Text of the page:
be found in church as well as the ultra-rational, historicist, and rigid formulations
of the academy. We should allow the living Word of God to constantly address and
challenge our own formulations and interpretations of the text. The power and
authority of Scripture repeatedly challenges our personal, ecclesial and/or political
agendas! The living Word of God cannot be reduced or domesticated to our own
advantages. On the contrary, because Scripture has the ultimate authority, it puts
us under the judgment of God and gives us faith to live in faithful obedience to
the Word who became flesh and lived among us. It gives us a foundation and a
model for a new, authentic, and redeemed way to live in the world.

Bibliography
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Hermeneia series (edited by Helmut Koester). Philadelphia: Fortress Press.
Barr, James (1973). The Bible in the Modern World. London: SCM.
Barton, John (1989). People of the Book? The Authority of the Bible in
Christianity. London: SPCK.
Barton, John (1997). What is the Bible? London: SPCK.
Bauckham, Richard (1998). Scripture and Authority. Transformation 15.2
(1998): 5-11.
Bright, John (1967). The Authority of the Old Testament. London: SCM.
Brown, John (1961). An Exposition of Hebrews. Edinburgh: Banner of Truth.

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Brown, Raymond (1982). Christ Above All: The Message of Hebrews. Leicester:
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Exposition and Notes. Grand Rapids: Eerdmans Publishing, 1978.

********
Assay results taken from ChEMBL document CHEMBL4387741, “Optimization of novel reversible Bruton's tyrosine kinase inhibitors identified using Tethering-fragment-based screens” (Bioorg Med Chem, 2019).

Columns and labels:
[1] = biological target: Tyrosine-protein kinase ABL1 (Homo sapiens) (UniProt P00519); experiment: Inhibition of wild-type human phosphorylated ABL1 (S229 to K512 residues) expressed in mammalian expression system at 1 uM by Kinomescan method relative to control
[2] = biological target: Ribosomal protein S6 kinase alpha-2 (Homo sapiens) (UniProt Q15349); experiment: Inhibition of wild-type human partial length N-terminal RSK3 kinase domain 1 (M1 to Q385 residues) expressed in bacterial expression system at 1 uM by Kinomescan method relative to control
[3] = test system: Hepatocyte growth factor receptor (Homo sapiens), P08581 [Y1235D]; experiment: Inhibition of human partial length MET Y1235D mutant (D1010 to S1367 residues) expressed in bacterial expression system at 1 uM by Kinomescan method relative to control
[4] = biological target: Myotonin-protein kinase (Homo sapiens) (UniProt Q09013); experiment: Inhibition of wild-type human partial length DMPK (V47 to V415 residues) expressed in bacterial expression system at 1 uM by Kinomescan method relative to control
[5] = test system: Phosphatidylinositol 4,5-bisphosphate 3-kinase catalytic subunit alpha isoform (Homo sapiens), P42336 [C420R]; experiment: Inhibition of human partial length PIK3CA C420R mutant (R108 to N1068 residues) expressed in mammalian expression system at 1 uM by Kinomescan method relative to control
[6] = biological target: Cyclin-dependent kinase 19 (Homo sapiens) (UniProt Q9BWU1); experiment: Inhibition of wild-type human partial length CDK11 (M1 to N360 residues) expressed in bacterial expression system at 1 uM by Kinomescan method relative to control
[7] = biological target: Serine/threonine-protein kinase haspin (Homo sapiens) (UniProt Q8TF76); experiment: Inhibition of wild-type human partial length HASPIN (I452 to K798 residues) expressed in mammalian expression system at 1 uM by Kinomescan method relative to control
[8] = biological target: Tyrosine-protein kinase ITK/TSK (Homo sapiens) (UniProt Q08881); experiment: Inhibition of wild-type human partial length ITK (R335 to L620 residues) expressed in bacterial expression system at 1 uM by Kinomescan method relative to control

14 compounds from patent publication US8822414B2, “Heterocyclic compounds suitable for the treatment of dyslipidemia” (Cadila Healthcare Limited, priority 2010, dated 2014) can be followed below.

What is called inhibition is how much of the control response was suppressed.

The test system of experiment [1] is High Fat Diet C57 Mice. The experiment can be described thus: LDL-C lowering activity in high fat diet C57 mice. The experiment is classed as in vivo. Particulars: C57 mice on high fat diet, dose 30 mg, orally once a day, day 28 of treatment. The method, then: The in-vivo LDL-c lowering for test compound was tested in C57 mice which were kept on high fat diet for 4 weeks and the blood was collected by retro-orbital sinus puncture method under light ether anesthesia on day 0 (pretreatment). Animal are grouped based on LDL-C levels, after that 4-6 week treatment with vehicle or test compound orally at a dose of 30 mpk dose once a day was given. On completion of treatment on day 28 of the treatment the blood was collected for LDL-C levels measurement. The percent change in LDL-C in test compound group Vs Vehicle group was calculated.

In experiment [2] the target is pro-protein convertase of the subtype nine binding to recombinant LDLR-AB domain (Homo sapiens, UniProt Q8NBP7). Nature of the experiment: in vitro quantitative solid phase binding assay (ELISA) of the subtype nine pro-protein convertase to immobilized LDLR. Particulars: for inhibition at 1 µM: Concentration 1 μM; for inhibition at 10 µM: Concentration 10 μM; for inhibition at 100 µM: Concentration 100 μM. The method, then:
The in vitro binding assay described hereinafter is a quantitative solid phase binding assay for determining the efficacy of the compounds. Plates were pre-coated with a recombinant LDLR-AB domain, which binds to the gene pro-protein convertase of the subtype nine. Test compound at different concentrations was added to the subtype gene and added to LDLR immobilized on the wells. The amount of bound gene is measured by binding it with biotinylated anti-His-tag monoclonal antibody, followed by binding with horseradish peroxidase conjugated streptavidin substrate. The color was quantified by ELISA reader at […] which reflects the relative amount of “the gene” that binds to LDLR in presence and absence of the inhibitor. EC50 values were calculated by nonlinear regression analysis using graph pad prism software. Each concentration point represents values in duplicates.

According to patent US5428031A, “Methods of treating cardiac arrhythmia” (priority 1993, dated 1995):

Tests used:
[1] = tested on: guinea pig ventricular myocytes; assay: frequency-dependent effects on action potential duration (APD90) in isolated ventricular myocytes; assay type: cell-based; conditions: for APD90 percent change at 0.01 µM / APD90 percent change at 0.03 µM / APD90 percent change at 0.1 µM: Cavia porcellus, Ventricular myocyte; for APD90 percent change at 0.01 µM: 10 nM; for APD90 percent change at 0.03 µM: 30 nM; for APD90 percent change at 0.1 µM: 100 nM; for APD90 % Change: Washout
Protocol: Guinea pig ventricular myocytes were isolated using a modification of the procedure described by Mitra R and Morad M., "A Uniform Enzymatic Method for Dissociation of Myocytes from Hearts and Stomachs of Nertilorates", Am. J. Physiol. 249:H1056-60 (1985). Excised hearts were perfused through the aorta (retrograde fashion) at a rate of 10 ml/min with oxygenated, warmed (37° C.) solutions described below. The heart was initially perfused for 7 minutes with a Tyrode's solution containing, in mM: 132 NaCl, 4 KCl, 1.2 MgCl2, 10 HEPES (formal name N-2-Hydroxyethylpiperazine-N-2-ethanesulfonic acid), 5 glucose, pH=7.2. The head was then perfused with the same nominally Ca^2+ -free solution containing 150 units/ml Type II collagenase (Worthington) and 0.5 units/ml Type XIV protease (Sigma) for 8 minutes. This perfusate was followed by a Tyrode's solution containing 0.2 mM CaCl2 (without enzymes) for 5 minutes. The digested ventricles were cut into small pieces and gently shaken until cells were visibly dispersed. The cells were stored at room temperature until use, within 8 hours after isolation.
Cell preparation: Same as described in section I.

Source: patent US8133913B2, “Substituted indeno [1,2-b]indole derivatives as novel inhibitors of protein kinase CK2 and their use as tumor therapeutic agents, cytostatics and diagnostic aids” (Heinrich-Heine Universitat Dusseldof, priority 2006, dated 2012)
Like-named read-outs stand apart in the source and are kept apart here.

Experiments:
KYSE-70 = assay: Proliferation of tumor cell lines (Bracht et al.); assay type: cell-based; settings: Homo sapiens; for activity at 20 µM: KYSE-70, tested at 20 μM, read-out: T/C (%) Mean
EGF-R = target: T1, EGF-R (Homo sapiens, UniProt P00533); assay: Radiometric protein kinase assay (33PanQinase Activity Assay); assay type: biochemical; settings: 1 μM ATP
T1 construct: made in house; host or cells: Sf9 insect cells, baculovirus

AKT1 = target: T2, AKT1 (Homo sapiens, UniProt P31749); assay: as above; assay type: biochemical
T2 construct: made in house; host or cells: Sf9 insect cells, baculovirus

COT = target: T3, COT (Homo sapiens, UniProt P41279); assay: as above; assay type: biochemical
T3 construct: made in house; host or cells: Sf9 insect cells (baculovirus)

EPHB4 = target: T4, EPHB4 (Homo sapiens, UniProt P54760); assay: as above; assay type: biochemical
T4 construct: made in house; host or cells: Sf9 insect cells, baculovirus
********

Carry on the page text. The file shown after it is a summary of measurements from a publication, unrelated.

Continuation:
Brueggemann, Walter (1991). Interpretation and Obedience: From Faithful
Reading to Faithful Living. Minneapolis: Fortress Press.
Brueggemann, Walter (2005). The Book that Breathes New Life: Scriptural
Authority and Biblical Theology. Minneapolis: Fortress Press.
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Conclusions. The Anchor Bible. Garden City: Doubleday.
Fanning, B. M. (2000). Word. In T. Desmond Alexander and Brian S. Rosner
(eds.) New Dictionary of Theology. Leicester: IVP.
Guthrie, Donald (1983). The Letter to the Hebrews. An Introduction and
Commentary. Leicester/ Grand Rapids: IVP/Eerdmans.
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(ed.) The Origin of the Bible. Wheaton: Tyndale House Publishers.
Lane, William L. (1991). Hebrews 1-8, Word Biblical Commentary, vo. 47a.
Wako: Word Books.
Lang, G. H. (1951). The Epistle to the Hebrews. A Practical Treatise for Plain and
Serious Readers. London: Paternoster.
Moffatt, James (1924). A Critical and Exegetical Commentary on the Epistle to
the Hebrews. Edinburgh: T& T Clark.
Montefiore, Hugh. (1964). A Commentary on the Epistle to the Hebrews.
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Murray, Andrew (1896). Holiest of All: An Expository of the Epistle to the
Hebrews. London: James Nisbet.
Newell, William R. (1948). Hebrews Verse by Verse. Chicago: Moody Press.
Packer, J. I. (2000). Obedience. In T. Desmond Alexander and Brian S. Rosner
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Vanhoozer, Kevin (2005). Word of God. In Kevin Vanhoozer (ed.) Dictionary
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Webster, John (2005). Scripture, Authority of. In Kevin Vanhoozer (ed.),


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Corneliu Constantineanu

Autoritet Svetoga pisma kao Rijei Boje


Saetak
Poloaj i utjecaj Svetoga pisma u suvremenom svijetu je marginalan i ozbiljno
potkopan. Ovaj lanak zagovara ponovno otkrivanje sredinjeg poloaja i autoriteta
Svetoga pisma za autentino ivljenje u svijetu. Zapoinje s nekoliko pitanja iji
odgovori pojanjavaju poloaj autoriteta, a zatim predstavlja nekoliko kljunih
pitanja vezanih uz autoritet Svetoga pisma. U lanku se tvrdi kako taj koncept treba
shvatiti usko povezano s Bojim autoritetom, autoritetom istinske prie o svijetu u
Isusu Kristu, poslunosti i promijenjenom ivljenju. Poseban naglasak stavljen je na
autoritet Svetoga pisma kao ive i djelatne Rijei Boje za posluno i preobraujue
kransko ivljenje u svijetu.
Kljune rijei: Sveto pismo, autoritet, Rije Boja, komunikacija, poslunost,
kransko ivljenje